That Leak on The ISS Was Made by a Person. Here’s What We Know So Far

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Last week astronauts on board the International Space Station (ISS) awoke to a worrying message from flight control.

Hidden somewhere on board the ISS was a tiny pressure leak that was slowly allowing air to seep out of the spacecraft and into the abyss.

The six astronauts on board were not in any imminent danger, although locating the leak was their top priority for the day. The US crew hunkered down in the Russian segment and sealed off all the compartments one by one.

A two millimetre hole was at last discovered in the Russian segment itself. And while that hole may not seem very big, if nothing had been done to fix it, it would have deprived the ISS of air in just 18 days.

The hole was immediately sealed over with a special type of tape to buy the astronauts some time for a permanent solution.

Meanwhile, a special commission was set up by the Russian State Space Corporation Roscosmos to investigate the cause of the rupture. What they found was unexpected.

At first it seemed likely that the tiny hole had come from a micrometeoroid impact – one of the many bullets of debris that whizz around in space.

The theory was even supported by former astronaut Scott Kelly, who explained that this sort of thing happens all the time.

“We’ve dodged a lot of bullets over the past 20 years,” he tweeted.

But as the inquiry progressed, the hole began to look more and more like it came not from the outside, but from the inside.

“We are considering all the theories,” said Dmitry Rogozin, head of Roscosmos, according to the Russian news agency Tass.

“The one about a meteorite impact has been rejected because the spaceship’s hull was evidently impacted from inside”.

Then, things began to get shadier. A photo, released by NASA and then mysteriously deleted, reveals what looks strangely like a drill hole.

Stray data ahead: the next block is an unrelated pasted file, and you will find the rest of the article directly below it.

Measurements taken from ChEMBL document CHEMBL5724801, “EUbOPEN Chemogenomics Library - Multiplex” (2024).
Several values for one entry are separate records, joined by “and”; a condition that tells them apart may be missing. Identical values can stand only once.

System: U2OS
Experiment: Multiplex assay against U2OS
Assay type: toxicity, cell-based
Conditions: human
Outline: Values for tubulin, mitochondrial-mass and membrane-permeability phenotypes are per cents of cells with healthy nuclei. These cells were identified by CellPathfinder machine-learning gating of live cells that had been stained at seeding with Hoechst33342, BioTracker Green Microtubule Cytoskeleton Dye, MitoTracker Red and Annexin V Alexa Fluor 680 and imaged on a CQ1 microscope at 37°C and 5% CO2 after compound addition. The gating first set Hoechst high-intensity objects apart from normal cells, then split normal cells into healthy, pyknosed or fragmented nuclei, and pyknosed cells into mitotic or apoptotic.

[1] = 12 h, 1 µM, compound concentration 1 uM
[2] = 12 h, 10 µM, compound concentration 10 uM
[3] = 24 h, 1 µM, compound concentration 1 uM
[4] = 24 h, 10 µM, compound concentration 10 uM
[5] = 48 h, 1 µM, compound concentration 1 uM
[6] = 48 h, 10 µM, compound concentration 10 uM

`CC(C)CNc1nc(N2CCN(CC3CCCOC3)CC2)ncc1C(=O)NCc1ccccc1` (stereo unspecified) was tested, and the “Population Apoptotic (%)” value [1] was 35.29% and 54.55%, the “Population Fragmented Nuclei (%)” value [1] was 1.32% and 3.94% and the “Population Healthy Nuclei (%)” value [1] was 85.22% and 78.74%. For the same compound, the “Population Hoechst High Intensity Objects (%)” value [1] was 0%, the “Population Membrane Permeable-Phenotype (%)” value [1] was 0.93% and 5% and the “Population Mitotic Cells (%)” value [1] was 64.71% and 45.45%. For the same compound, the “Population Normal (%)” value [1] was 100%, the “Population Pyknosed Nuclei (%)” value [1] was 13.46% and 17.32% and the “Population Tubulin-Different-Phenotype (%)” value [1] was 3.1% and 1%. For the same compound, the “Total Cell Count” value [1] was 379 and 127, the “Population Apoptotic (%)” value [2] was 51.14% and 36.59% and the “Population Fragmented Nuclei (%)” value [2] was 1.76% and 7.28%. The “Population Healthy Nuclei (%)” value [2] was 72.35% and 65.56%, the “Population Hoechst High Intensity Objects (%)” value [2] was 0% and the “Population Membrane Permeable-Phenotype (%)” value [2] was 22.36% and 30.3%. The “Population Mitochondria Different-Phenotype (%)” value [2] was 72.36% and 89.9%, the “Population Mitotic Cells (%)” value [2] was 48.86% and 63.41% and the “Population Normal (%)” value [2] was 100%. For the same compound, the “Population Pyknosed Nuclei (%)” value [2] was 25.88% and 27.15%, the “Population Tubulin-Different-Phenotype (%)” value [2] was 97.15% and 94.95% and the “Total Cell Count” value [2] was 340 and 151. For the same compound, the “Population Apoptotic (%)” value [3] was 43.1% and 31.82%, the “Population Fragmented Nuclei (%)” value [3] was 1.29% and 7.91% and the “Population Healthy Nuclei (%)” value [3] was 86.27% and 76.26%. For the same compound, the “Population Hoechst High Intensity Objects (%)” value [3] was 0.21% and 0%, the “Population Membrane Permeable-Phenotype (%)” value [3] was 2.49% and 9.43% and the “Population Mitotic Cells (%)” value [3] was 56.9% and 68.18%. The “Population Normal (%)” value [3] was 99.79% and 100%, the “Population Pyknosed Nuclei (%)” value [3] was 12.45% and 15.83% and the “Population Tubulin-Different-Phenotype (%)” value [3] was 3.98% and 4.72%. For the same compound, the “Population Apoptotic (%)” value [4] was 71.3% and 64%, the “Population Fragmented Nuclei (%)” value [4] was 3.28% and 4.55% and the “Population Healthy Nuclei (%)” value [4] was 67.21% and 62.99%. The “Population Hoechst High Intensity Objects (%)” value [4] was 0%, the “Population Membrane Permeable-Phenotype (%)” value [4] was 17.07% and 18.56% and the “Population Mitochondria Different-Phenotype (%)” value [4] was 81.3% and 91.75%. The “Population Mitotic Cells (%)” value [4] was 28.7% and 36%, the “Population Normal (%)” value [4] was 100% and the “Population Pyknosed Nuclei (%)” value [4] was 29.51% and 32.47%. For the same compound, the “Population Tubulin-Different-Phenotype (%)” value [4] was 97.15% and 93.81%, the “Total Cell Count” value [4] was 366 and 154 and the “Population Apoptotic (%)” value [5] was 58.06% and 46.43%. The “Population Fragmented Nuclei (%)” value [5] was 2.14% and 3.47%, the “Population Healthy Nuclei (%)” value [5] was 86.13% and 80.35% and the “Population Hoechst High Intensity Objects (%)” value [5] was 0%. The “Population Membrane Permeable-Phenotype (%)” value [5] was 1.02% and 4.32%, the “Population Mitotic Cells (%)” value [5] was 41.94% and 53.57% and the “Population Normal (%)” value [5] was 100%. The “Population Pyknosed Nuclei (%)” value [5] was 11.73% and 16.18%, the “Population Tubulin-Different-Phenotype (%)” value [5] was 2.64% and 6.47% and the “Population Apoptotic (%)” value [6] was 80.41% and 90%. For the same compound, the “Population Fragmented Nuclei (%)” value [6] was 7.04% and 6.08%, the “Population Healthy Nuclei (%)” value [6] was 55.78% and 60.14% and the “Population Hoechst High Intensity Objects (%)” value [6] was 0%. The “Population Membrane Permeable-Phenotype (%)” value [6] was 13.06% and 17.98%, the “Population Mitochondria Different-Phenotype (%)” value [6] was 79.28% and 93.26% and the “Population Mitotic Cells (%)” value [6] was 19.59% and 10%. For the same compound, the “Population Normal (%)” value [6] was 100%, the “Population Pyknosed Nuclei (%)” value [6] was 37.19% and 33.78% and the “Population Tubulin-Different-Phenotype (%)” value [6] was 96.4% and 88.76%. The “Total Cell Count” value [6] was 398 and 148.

“It was done by a human hand – there are traces of a drill sliding along the surface,” confirmed Rogozin.

Rogozin assured the media and the public that the Russian space agency was doing everything it could to find the culprit.

“It is a matter of honour for Energia Rocket and Space Corporation to find the one responsible for that, to find out whether it was an accidental defect or a deliberate spoilage and where it was done – either on Earth or in space,” he said, referring to the Russian manufacturer of the space craft.

Right now, the leading theory comes from an unnamed source at Energia, which told the Russian news agency RIA Novosti that “[t]he hole was made on the ground” and that “[t]he person responsible for the act of negligence has been identified”.

Another anonymous source confirmed that the hole was accidentally drilled by a worker at Energia, who decided to hide their mistake with a seal and decorative fabric instead of reporting it.

For two months, the gamble paid off. Their patchy solution even managed to pass the spacecraft’s pressurisation tests before it was launched into space to meet up with the ISS. But then, the seal began to leak.

“[Once in orbit], the glue dried and was squeezed out, opening the hole,” the second source told RIA Novosti.

Repairing the hole has been neither simple nor straightforward, and the problem may have even caused a few cracks between Moscow and Houston.

It appears that the Russian space agency wanted to immediately and permanently seal the breach with a special glue, adding insulation and medical gauze on top.

But NASA astronaut Andrew Feustel, who is currently in charge of the 56th ISS mission, was uncomfortable with the plan. In audio from the event, Feustel asks flight control in Houston if the proposed glue has any expanding properties to it.

“Andrew, right now, we are not completely sure all the properties that that sealant that Moscow is talking about. We’re discussing with them right now,” flight control replies.

Not satisfied with the answer, Feustel can be heard requesting 24 hours of extra time so that the procedure can be tested on Earth.

“I would really like to see a test of that, somehow, on the ground before we do a test up here and see if it’s going to work,” Feustel says.

“We sort of feel like we’ve got one shot at it and if we screw it up, then the implications are one of these vehicles is going home, or that vehicle is going home, sooner than later”.

But without another option on the table, Moscow insisted on their plan. After just an hour or so, the decision was made to go ahead with their proposed solution. A second patch was added the next day, and pressure in the ISS now appears to be stable.

Rogozin told reporters that they were looking into whether the hole was made because of negligence, or if it was made deliberately.

“Now it is essential to see the reason, to learn the name of the one responsible for that,” he said.

“And we will find out, without fail”.

There has been no further statement from Roscocosmos about the latest allegations that a worker at Energia is responsible.

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